In this study both ulvan presented similar global structure, but ulvan from cultivated U. fasciata presented stronger signals of sulfate and ulvan from natural environment had signals of xylose. Future studies with purification and sugar quantification procedures could help elucidate the fine structure of both ulvan samples and assess the efficacy of CULT ulvan for different applications such as antioxidant.

4. Conclusion

The production of ulvan with predictive structure and in necessary amounts is one of the hindrances for the ulvan market development. The results gathered here show that ulvan from cultivated U. fasciata is similar to those reported in literature and could be a source for obtaining this polysaccharide. By controlling abiotic conditions ulvan production could be maximized meeting commercial requirements.


We are grateful to the reviewers who helped improve this manuscript. This study was financed in part by the Coordenação de Aperfeiçoamento de Pessoal de Nível Superior—Brasil (CAPES)—Finance Code 001, and the Brazilian National Council of Technological and Scientific Development (CNPq)—Productivity Fellowship (YYV-301938/2019-9).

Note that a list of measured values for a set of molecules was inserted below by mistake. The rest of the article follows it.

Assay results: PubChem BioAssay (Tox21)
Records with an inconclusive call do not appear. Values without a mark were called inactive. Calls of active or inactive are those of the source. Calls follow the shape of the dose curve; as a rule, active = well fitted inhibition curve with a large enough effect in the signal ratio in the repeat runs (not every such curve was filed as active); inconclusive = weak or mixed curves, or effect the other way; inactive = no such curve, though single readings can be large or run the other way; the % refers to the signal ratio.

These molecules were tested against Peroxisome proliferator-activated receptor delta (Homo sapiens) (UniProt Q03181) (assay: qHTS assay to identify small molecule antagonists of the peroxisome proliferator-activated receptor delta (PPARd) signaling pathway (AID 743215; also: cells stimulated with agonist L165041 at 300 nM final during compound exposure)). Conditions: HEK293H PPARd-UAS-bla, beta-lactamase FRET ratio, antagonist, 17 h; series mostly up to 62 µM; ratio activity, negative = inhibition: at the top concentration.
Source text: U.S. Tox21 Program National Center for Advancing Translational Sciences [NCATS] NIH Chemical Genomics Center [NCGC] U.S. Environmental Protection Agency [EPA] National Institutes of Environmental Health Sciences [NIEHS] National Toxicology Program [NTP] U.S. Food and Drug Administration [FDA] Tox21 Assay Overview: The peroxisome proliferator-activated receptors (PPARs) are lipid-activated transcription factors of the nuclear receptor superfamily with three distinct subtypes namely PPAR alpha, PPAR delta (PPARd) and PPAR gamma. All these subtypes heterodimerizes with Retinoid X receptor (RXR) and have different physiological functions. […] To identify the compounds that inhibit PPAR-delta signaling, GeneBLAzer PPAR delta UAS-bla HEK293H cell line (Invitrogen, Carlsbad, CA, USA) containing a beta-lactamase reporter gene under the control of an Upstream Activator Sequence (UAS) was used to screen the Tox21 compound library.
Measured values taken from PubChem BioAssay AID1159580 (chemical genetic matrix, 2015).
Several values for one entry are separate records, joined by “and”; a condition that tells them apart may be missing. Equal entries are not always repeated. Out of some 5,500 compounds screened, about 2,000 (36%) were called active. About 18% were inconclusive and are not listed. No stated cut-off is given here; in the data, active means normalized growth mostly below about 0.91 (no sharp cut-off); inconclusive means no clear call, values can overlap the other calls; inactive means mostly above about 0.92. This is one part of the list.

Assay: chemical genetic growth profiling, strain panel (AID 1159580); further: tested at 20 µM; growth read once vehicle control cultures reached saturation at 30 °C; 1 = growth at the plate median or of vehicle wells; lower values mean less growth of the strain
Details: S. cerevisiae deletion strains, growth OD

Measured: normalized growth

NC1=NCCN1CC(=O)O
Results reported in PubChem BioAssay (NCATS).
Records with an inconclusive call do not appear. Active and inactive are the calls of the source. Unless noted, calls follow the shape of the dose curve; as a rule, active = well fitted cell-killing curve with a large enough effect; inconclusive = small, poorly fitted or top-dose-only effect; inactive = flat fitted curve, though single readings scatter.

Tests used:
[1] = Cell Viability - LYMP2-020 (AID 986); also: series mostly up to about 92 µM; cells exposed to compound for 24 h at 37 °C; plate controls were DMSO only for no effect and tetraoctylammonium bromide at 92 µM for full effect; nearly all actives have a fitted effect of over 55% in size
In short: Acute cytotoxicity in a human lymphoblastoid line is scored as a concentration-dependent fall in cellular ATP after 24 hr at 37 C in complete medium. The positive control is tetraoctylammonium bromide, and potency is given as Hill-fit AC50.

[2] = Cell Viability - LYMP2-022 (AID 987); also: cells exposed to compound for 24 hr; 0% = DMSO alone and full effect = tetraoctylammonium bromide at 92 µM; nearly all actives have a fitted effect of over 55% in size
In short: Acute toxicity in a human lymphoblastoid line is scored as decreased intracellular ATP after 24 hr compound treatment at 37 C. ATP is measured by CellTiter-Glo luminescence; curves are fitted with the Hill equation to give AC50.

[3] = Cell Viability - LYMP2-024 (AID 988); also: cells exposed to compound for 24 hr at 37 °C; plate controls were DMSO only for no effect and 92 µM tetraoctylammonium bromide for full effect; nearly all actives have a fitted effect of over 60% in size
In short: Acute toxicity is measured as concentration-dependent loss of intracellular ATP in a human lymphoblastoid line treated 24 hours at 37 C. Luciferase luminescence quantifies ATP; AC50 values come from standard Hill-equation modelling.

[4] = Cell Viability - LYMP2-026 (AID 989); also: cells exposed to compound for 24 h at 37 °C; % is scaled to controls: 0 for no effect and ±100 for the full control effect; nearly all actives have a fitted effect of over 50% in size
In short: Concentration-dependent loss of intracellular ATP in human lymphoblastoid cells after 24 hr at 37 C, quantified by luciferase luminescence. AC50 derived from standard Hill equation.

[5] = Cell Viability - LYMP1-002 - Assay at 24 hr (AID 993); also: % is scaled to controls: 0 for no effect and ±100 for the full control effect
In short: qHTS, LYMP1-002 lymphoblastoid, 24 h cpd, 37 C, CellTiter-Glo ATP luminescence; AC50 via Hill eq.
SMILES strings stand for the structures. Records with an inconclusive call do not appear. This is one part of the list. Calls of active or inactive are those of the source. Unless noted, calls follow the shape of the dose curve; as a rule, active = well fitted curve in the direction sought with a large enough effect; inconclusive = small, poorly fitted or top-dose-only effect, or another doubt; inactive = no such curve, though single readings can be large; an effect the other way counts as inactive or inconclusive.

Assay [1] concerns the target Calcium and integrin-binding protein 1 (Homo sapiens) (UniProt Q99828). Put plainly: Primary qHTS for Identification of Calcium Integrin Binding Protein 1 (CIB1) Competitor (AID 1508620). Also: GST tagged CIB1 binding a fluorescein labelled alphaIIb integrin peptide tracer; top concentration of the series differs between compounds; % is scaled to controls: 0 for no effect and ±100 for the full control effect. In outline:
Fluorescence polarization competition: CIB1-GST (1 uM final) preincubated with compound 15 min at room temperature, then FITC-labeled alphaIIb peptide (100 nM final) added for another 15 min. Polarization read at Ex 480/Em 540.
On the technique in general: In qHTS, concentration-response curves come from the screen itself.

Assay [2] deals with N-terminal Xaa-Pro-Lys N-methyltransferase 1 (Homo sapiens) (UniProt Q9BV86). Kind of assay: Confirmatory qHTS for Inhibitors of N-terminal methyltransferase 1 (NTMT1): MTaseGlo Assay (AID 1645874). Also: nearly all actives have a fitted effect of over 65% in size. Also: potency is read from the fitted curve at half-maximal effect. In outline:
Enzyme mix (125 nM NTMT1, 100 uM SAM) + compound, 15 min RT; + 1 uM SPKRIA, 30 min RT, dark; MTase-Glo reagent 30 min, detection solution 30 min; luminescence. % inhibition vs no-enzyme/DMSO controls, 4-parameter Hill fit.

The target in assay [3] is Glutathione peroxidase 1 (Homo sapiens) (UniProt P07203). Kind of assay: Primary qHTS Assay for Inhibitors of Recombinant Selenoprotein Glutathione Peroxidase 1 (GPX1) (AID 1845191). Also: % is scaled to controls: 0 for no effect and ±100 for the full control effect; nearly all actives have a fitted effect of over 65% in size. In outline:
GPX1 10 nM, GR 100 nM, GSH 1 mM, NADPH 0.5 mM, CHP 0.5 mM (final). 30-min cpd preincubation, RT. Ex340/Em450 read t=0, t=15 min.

1H NMR spectra are presented in Figure 4 and the signals associated to each hydrogen atom are assigned according to reference data [17] [32] [41] [42]. Anomeric protons of rhamnose and iduronic acid are present between 4.28 - 5.13 ppm. Proton chemical shifts of rhamnose are shown at 1.30 ppm. Glucuronic acid chemical shifts are between 3.36 and 3.79 ppm. Signals of xylose are indicated at 3.20 and 5.27 ppm at SEA ulvan.

Conflicts of Interest

The authors declare no conflicts of interest regarding the publication of this paper.